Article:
Rest assured, she will be around on Monday, but tonight we have something to share which will lead into something we will cover this week. This poem is named Driving. Do not judge the book by its cover.
Read this carefully and tell me if you have an idea what we will discuss. Although the poem is quite short, there are a number of concepts contained within its verse.
Accept my apologies in advance for the formatting, as this was not originally written for a space this narrow, but for a book. I have tried to keep some of the visual appeal intact.
Over the years, I have come to appreciate the visual effects of poetry, which often can help mitigate some of its erstwhile shortcomings. When you read, forget it is a poem in the classic sense. Read as though it were fiction. Pause where the punctuation tells you to pause. I like to read it aloud the second time.
I know this goes against the Hallmark Greeting card method you learned studying Keats and Shakespeare, but poetry always feels different when you read the content instead of the structure. Think more along the lines of e.e. cummings.
If it makes it easier, read it both ways. See if you feel a difference.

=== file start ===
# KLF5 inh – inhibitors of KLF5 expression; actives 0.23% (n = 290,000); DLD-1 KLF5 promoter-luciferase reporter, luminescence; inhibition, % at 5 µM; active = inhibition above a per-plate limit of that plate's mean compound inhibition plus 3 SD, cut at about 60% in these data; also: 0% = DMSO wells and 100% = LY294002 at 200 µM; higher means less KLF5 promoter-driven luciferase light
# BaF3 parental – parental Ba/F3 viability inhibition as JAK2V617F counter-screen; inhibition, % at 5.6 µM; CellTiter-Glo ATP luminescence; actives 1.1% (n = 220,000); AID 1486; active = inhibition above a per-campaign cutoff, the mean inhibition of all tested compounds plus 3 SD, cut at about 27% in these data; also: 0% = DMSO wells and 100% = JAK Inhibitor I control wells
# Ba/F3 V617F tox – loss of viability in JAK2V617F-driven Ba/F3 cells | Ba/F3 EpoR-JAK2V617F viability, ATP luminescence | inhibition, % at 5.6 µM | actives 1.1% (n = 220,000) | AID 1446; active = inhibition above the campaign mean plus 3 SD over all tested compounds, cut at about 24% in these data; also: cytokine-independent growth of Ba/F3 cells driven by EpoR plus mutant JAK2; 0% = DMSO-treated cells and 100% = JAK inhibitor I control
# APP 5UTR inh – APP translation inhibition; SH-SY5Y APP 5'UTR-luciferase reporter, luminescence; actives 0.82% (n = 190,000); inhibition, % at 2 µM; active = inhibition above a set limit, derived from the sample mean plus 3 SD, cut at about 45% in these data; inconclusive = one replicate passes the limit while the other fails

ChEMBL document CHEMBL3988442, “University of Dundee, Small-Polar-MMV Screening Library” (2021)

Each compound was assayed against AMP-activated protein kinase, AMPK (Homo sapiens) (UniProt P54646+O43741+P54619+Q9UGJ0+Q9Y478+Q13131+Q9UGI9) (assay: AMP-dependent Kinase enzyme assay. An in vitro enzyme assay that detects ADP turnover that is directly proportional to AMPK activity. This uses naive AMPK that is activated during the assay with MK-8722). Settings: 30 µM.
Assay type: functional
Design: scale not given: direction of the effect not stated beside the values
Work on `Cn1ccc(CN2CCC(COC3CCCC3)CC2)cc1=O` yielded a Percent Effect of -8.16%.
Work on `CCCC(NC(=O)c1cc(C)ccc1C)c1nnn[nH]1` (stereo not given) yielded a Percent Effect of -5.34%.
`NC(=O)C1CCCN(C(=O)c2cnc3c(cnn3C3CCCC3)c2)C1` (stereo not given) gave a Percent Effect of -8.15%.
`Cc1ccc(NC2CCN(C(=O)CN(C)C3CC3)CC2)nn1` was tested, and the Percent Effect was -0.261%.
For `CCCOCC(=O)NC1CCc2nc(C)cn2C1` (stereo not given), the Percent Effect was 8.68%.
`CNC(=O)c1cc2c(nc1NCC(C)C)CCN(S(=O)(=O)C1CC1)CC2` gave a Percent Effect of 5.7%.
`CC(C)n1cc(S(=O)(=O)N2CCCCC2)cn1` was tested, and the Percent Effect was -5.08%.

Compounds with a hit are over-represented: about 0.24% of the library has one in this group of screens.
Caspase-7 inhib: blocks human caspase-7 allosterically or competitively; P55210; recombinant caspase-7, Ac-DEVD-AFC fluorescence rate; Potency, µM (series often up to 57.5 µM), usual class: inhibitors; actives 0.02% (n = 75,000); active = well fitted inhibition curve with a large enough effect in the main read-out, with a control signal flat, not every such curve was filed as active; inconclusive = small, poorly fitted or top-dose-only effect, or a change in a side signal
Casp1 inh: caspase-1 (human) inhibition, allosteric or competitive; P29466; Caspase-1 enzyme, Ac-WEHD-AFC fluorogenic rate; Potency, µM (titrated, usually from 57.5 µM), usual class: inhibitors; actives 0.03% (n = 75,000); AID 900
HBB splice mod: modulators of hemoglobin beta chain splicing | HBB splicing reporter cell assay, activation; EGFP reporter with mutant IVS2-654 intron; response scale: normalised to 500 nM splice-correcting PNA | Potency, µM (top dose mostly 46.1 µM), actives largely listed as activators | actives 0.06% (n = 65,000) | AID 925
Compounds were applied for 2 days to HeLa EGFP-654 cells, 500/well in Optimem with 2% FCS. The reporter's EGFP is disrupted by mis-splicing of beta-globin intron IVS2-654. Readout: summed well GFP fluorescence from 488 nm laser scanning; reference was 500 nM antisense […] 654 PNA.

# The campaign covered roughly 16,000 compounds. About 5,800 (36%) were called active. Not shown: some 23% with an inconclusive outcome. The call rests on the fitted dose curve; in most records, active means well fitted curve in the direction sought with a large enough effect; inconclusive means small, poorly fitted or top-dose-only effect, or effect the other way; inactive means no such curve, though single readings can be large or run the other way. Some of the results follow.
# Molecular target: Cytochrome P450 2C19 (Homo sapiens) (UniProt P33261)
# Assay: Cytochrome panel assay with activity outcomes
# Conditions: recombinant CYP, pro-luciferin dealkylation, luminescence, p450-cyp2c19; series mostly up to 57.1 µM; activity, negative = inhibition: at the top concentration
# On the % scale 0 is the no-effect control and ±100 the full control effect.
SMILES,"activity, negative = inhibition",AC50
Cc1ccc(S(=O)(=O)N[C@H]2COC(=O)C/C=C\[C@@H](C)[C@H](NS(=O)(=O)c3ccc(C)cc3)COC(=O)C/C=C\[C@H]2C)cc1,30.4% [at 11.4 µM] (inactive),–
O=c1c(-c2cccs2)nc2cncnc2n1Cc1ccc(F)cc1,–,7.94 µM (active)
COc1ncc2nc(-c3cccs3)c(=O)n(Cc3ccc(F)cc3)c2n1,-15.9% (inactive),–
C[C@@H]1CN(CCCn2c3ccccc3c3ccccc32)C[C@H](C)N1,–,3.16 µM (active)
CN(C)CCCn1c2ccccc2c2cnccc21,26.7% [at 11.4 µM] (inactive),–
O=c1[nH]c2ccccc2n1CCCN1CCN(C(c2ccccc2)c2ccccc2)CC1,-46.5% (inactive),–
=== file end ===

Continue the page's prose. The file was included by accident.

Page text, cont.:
I hope you enjoy, and look forward to you interpretations, as always. Remember, I want to know what you think is to come.
Without knowing where the road fades into the rolling countryside,
I feel my way along the pavement.
The darkness crept across my path, a thief stealing
the light into the growing night.
The edge veers beneath the wheels and the trees loom tall
waving their warning.
A shudder in the steering brings me to hold to the stripes tight. Or
is this what I really want?
The darkness is warm, enveloping all around me, in it I find solace.
I can close my eyes and join it or I can flash the lights,
Scare it back into the margins to keep it at bay.
But, the thought of sending it away brings with it certain fright
Because I know what I want.
(c) Ann Marie Dwyer 2011